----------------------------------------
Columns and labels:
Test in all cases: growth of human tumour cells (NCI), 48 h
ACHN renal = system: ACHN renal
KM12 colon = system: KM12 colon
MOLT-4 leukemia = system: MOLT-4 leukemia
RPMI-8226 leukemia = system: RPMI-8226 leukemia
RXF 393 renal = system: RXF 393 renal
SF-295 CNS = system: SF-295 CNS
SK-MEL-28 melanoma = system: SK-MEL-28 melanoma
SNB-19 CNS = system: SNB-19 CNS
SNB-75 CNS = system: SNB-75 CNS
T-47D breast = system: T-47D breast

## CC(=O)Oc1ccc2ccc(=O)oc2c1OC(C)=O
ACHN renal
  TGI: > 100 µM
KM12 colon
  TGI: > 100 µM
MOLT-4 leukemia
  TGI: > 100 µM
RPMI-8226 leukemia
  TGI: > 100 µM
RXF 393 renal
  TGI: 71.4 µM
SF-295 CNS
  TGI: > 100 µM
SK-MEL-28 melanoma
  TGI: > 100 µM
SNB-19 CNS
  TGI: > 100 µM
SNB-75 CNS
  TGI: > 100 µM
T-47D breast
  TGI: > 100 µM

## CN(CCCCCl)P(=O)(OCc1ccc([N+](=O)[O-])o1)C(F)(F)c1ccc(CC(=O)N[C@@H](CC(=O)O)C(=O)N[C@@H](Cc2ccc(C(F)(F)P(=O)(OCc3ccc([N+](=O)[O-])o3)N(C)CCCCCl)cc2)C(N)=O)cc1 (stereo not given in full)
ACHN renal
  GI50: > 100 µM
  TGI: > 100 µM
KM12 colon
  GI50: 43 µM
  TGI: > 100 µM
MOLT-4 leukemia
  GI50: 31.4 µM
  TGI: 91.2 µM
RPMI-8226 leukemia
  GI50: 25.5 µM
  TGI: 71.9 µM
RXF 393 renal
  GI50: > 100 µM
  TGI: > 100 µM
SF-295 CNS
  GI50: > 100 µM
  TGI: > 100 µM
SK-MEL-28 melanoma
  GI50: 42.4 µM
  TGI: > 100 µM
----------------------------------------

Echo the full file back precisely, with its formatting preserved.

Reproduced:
Columns and labels:
Test in all cases: growth of human tumour cells (NCI), 48 h
ACHN renal = system: ACHN renal
KM12 colon = system: KM12 colon
MOLT-4 leukemia = system: MOLT-4 leukemia
RPMI-8226 leukemia = system: RPMI-8226 leukemia
RXF 393 renal = system: RXF 393 renal
SF-295 CNS = system: SF-295 CNS
SK-MEL-28 melanoma = system: SK-MEL-28 melanoma
SNB-19 CNS = system: SNB-19 CNS
SNB-75 CNS = system: SNB-75 CNS
T-47D breast = system: T-47D breast

## CC(=O)Oc1ccc2ccc(=O)oc2c1OC(C)=O
ACHN renal
  TGI: > 100 µM
KM12 colon
  TGI: > 100 µM
MOLT-4 leukemia
  TGI: > 100 µM
RPMI-8226 leukemia
  TGI: > 100 µM
RXF 393 renal
  TGI: 71.4 µM
SF-295 CNS
  TGI: > 100 µM
SK-MEL-28 melanoma
  TGI: > 100 µM
SNB-19 CNS
  TGI: > 100 µM
SNB-75 CNS
  TGI: > 100 µM
T-47D breast
  TGI: > 100 µM

## CN(CCCCCl)P(=O)(OCc1ccc([N+](=O)[O-])o1)C(F)(F)c1ccc(CC(=O)N[C@@H](CC(=O)O)C(=O)N[C@@H](Cc2ccc(C(F)(F)P(=O)(OCc3ccc([N+](=O)[O-])o3)N(C)CCCCCl)cc2)C(N)=O)cc1 (stereo not given in full)
ACHN renal
  GI50: > 100 µM
  TGI: > 100 µM
KM12 colon
  GI50: 43 µM
  TGI: > 100 µM
MOLT-4 leukemia
  GI50: 31.4 µM
  TGI: 91.2 µM
RPMI-8226 leukemia
  GI50: 25.5 µM
  TGI: 71.9 µM
RXF 393 renal
  GI50: > 100 µM
  TGI: > 100 µM
SF-295 CNS
  GI50: > 100 µM
  TGI: > 100 µM
SK-MEL-28 melanoma
  GI50: 42.4 µM
  TGI: > 100 µM